Joe Biden has suffered a series of severe blows to his popularity, most recently the shambolic retreat of US troops from Afghanistan. With the ongoing rise of new coronavirus infections and pressure on the southern border, Mr Biden has been warned he faces increasing risks to his polling numbers in the coming months. Asked whether the situation is going to improve for Mr Biden, Republicans Overseas Vice-President Dr Jan Halper-Hayes told GB News: “No, he’s not.
“It’s going to get worse.
“I mean, I’m being serious, not because of my political affiliation or anything like that.
“Where he’s really hurting is with the independents. And when you start losing the independents, your poll numbers are going to keep going down.
“It has been the fact he did not get coronavirus under control like he promised. Afghanistan, the independents care about that but the issue is more our border.”
Dr Halper-Hayes continued: “And our border is going nuts.
“We’ve got measles coming in, we’ve got TB coming in, and where all Americans have to wear masks and be vaccinated, none of the illegal aliens coming in are required to even have a health test.”
For weeks, Haitians have been fleeing economic, political, and social chaos in their Caribbean homeland, with many thousands still on the move in Central America and Mexico, in the hope of a better life in the United States.
Thousands have fanned out across northern Mexico in recent weeks, spurring concern among officials that mass crossings such as those seen in Ciudad Acuna could happen elsewhere.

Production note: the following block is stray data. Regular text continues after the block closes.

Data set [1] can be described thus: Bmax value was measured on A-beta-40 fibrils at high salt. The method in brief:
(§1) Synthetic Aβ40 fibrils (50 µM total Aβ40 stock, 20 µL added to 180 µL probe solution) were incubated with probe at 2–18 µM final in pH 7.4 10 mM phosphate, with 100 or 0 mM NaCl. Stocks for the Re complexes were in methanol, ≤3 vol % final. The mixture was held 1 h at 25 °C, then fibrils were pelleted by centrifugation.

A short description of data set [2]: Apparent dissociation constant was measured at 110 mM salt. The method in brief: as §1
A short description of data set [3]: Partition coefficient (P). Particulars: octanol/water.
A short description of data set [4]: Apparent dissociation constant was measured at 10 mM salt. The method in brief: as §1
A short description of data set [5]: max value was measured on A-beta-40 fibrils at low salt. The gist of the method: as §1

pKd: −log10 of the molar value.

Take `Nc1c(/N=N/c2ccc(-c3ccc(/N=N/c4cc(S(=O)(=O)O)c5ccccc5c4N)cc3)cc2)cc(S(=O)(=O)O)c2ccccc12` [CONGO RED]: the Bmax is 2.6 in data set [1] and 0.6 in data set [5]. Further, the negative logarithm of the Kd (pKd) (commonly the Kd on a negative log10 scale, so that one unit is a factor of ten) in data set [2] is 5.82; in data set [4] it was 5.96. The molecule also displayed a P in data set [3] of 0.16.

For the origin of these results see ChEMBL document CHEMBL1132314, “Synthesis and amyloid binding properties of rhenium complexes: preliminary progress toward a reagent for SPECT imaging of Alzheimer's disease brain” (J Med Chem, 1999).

A federal judge on Friday ruled that a Cincinnati, Ohio-area healthcare provider could require its employees get vaccinated against COVID-19 or risk losing their job, in what appears to be the first ruling of its kind for a private employer in the United States.
The employees of St. Elizabeth Healthcare failed to establish that their individual liberties were being violated by the vaccine requirement of the hospital operator, which has the right to set employment terms, said U.S. District Judge David Bunning in Covington, Kentucky.
Employer vaccine requirements have spawned numerous lawsuits, although most are still in the initial stages.
A federal judge in June dismissed a lawsuit against Houston Methodist Hospital under Texas wrongful termination law.
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The class action on behalf of St. Elizabeth employees was based in part on concerns about the safety and efficacy of the COVID-19 vaccines, among other claims.
Those suspicions cannot override the law, said Bunning.
“If an employee believes his or her individual liberties are more important than legally permissible conditions on his or her employment, that employee can and should choose to exercise another individual liberty, no less significant the right to seek other employment,” wrote Bunning.
President Biden had called for booster shots against the novel coronavirus to begin this week for all people once they were eight months out from vaccination, pending regulators’ approval.
But the US Food and Drug Administration (FDA) and US Centers for Disease Control and Prevention (CDC) only this week cleared the way for a subset, though they did broaden the time frame for eligibility by two months.
Biden administration officials have said they would follow the science on additional vaccines and had set the week of September 20 as a goal in order to prepare for more inoculations.